Beyond the Falls
Savoring Good Times Along New York’s Niagara Wine Trail
Buffalo, N.Y., has its chicken wings, but the surrounding area is home to another tasty icon, the green niagara grape. Named for its home, the niagara is a hardy, sweet cross between concord and cassady grapes created by local growers in 1868. Its delicate fruit is primarily used for white grape juice and—thankfully—wine.
A veritable Eden of viticulture, Niagara’s famous falls sit between two designated American Viticulture Areas (AVAs)—the Niagara Escarpment along Lake Ontario and the Lake Erie Region. New York ranks in the top three states for both grape and wine production volume. Similarly, Canada has its own well-established wine region across the falls. The area’s path to world-class wine production started 10,000 years ago. Glaciers sculpted the land, leaving a long limestone ridge to catch the sun at the edge of a great, warm lake, with rich clay soil, tempered by gravel. Early Dutch, French and German settlers adopted indigenous grapes, planting them alongside imported Vitis Vinifera vines, common in Europe. While harvests have had their ups and downs, farms flourished on New York’s western edge.
Most of the grape harvest is still used for unfermented juice, but a plunging demand for that segment of the market in the 1990s motivated some farmers to find alternatives. Many took their cue from successful wine-making neighbors to the north, fermenting the fruits of family vineyards and orchards and turning grandma’s wine recipe into new opportunities. In Lockport, N.Y., about 20 miles from the falls, the first commercial winery, Niagara Landing Wine Cellars, opened on Mother’s Day in 1998 and the Niagara Wine Trail was born.
Fifteen years later, the Niagara Wine Trail (NWT) has 17 tasting stops along its self-guided route. It’s the fastest growing wine trail in the country. And, although it is only about a half-hour travel between the most distant wineries, visitors should savor their time here, spreading stops over a few days. Set your own agenda, no reservations required, although it’s a good idea to call ahead during the offseason or if you’re bringing a large group. Limousine tours are popular, too. NWT’s numerous transportation affiliates offer discounts, special dinner or lunch packages, and insightful information while guests safely indulge and relax in comfort. There are tour options with vintage cars, SUVs, vans, full-size buses and trolleys.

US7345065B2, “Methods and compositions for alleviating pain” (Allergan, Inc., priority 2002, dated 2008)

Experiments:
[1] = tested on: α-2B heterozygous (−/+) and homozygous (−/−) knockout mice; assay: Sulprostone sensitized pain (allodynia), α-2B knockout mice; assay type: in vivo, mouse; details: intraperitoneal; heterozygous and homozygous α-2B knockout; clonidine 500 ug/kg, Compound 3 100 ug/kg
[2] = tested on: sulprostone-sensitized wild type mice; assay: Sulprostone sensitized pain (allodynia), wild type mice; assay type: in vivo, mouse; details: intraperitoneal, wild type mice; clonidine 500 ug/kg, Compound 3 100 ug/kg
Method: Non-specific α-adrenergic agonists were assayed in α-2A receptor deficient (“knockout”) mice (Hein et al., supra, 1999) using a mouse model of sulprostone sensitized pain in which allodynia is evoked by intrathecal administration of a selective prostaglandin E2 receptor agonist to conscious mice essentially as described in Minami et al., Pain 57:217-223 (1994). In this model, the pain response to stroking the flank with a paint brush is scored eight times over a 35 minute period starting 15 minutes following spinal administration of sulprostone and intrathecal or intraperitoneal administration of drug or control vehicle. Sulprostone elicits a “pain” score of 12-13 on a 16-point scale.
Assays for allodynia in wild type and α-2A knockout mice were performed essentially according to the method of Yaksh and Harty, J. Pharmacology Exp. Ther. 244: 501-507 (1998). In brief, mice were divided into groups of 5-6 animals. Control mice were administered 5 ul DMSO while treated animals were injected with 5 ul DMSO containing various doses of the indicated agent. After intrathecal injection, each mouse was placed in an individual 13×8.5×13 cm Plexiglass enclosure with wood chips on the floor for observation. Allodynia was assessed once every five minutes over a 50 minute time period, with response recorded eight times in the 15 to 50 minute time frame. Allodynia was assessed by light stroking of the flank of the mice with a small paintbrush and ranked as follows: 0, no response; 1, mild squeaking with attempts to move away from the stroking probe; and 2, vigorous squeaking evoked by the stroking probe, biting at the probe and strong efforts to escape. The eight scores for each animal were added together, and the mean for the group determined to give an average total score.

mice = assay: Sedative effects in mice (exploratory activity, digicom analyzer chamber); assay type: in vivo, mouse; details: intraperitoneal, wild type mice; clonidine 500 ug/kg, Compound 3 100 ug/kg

“COME WITH AN OPEN MIND”
New wine-wisdom throws out the rules, encouraging fans to forget the old “red versus white” or “sweet versus dry” mentality. If a wine tastes good to you, drink it. Elizabeth Rose Maute, coordinator for the Niagara Wine Trail, advised: “Come with an open mind. We have so much variety here. You might find a dry wine that you love, made with cherries, peaches or apples.” The region also presents a rare opportunity to try dessertstyle ice wines.
“Ice wine is very unique,” says Maute. “You can’t just pick the grapes and freeze them. They have to have the perfect conditions to remain on the vine, at just the right temperature, for just the right time.” While water in the grapes freezes, other dissolved solids and sugars do not. The result is less juice, but concentrated sweet-acidic flavor. Producing ice wine is risky. It requires many hands and quick action, as well as Mother Nature’s cooperation. Canada, Germany and the Niagara region lead in world production. Five wine trail members offer ice wine: Niagara Landing, Leonard Oakes Estate, Schulze Vineyards, Arrowhead Spring and Freedom Run Winery.